It’s only in the last ten to fifteen years that there have been serious studies about the effects of yoga and meditation, let alone how yoga and meditation may affect the prison population. But two doctors at Oxford did a preliminary study about yoga in prison and found some interesting results.
‘We found that the group that did the yoga course showed an improvement in positive mood, a decrease in stress and greater accuracy in a computer test of impulsivity and attention,’ said Dr Amy Bilderbeck and Dr Miguel Farias, who led the study at the Departments of Experimental Psychology and Psychiatry at Oxford University. ‘The suggestion is that yoga is helpful for these prisoners.’
This week I bumped into two students who are no longer in my class due to reassignment. While I’m happiest hearing that students are going home, it’s good to see people smile and chat when the see the ‘yoga lady’. Wendy and Monica (not their real names) said that they were bummed that they didn’t have yoga. Wendy said, ‘I have to show you something though.’ She then gracefully moved through a Sun Salutation. For the non yoga set the movements in a sun salutation are below.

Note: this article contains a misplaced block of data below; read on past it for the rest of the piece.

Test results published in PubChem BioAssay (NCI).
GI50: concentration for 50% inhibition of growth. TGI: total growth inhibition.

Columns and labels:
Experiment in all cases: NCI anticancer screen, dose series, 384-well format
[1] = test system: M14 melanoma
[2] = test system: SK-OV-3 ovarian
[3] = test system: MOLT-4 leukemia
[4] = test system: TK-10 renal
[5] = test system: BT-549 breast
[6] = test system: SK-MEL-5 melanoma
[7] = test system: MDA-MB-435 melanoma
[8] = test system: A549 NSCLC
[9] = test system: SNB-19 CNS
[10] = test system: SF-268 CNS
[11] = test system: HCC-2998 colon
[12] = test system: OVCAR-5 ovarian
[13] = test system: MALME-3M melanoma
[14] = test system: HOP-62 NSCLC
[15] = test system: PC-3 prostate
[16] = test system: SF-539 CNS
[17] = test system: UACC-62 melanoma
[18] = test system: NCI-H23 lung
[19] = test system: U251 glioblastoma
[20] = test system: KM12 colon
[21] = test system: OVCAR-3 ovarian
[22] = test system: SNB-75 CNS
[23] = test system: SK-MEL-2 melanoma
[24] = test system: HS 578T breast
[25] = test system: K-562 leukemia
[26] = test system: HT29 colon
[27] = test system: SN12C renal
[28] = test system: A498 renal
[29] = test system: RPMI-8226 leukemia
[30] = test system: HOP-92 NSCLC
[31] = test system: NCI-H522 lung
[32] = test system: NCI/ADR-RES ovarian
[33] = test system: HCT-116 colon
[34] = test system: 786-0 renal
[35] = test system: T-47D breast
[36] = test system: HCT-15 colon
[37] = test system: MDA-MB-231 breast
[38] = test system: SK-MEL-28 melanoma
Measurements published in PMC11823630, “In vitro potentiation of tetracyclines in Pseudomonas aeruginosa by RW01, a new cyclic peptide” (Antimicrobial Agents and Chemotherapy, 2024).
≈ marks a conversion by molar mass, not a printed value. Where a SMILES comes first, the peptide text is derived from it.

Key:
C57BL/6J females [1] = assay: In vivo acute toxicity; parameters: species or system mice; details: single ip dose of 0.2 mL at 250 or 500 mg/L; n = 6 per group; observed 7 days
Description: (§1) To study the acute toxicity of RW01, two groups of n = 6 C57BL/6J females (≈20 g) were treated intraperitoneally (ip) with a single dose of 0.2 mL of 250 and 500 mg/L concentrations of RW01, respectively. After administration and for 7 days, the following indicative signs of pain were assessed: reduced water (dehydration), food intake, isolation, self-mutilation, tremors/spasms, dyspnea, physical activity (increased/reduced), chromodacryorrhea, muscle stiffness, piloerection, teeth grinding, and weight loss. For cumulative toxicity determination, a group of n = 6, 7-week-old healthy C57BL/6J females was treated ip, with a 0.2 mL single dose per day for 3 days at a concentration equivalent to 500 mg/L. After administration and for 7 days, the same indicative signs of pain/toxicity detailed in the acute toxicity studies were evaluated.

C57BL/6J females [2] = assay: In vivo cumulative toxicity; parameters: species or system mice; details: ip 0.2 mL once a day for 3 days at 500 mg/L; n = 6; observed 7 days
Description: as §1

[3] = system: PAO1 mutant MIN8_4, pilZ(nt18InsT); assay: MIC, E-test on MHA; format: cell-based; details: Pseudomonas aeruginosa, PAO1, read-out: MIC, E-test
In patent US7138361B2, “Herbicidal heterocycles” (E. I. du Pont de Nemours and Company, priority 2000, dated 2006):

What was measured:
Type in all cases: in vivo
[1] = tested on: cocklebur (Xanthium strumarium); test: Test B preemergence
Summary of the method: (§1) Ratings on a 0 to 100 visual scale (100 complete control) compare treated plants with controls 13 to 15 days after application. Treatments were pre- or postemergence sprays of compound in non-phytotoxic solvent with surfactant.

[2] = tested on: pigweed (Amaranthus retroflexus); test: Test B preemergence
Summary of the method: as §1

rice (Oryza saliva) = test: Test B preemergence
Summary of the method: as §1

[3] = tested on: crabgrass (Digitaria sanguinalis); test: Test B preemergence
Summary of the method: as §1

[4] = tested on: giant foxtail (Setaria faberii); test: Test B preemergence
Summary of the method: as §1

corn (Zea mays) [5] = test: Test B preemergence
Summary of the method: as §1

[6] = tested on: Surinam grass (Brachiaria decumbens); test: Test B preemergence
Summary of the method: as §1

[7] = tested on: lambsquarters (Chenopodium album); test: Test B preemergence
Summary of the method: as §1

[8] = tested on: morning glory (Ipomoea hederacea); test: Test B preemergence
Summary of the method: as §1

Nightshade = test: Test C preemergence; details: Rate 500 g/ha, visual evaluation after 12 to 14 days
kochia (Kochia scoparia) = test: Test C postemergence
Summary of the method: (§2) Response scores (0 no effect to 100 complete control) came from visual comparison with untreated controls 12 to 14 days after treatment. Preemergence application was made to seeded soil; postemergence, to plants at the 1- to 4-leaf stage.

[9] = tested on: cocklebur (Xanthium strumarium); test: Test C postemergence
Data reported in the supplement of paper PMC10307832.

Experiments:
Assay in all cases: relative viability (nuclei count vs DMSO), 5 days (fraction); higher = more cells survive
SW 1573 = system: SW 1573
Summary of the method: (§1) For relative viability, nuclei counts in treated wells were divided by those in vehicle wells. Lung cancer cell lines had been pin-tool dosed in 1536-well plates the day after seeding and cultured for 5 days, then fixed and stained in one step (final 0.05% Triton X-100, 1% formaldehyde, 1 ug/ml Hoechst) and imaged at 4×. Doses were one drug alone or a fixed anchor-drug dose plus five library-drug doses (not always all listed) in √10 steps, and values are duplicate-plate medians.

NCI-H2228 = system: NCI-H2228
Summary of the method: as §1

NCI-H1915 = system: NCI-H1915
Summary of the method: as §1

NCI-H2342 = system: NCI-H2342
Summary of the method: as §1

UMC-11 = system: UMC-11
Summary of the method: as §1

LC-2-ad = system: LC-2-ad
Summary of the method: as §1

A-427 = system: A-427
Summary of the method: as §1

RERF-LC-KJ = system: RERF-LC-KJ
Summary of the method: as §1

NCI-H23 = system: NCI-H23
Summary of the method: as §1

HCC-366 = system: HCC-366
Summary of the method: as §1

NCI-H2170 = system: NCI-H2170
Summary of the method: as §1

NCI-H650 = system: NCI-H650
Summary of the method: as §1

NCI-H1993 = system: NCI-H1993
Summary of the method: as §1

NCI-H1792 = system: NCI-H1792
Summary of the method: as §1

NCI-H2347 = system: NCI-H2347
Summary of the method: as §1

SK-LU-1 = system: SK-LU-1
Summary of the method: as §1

‘I’ve been practicing and even showing other girls stuff. I’m so proud of myself.”
So was I and told her so. It’s not the first time that I’ve heard that people keep practicing even when there isn’t class. Another student told me uses the time she is locked down during shift change to do her mini-workout and yoga. She’s a fan of balancing poses and meditation. The meditations we do are something that she thinks about when she’s not in class.
Dr Bilderbeck, who practises yoga herself, cautioned: ‘We’re not saying that organising a weekly yoga session in a prison is going to suddenly turn prisons into calm and serene places, stop all aggression and reduce reoffending rates. We’re not saying that yoga will replace standard treatment of mental health conditions in prison. But what we do see are indications that this relatively cheap, simple option might have multiple benefits for prisoners’ wellbeing and possibly aid in managing the burden of mental health problems in prisons.’
I think that teaching yoga in prisons and jails in important. There are two women who are now practicing being mindful on their own. They have a stronger sense of pride and self. I don’t know if this is going to help them when they leave. But I do know it can’t hurt.
This is yoga. For real.
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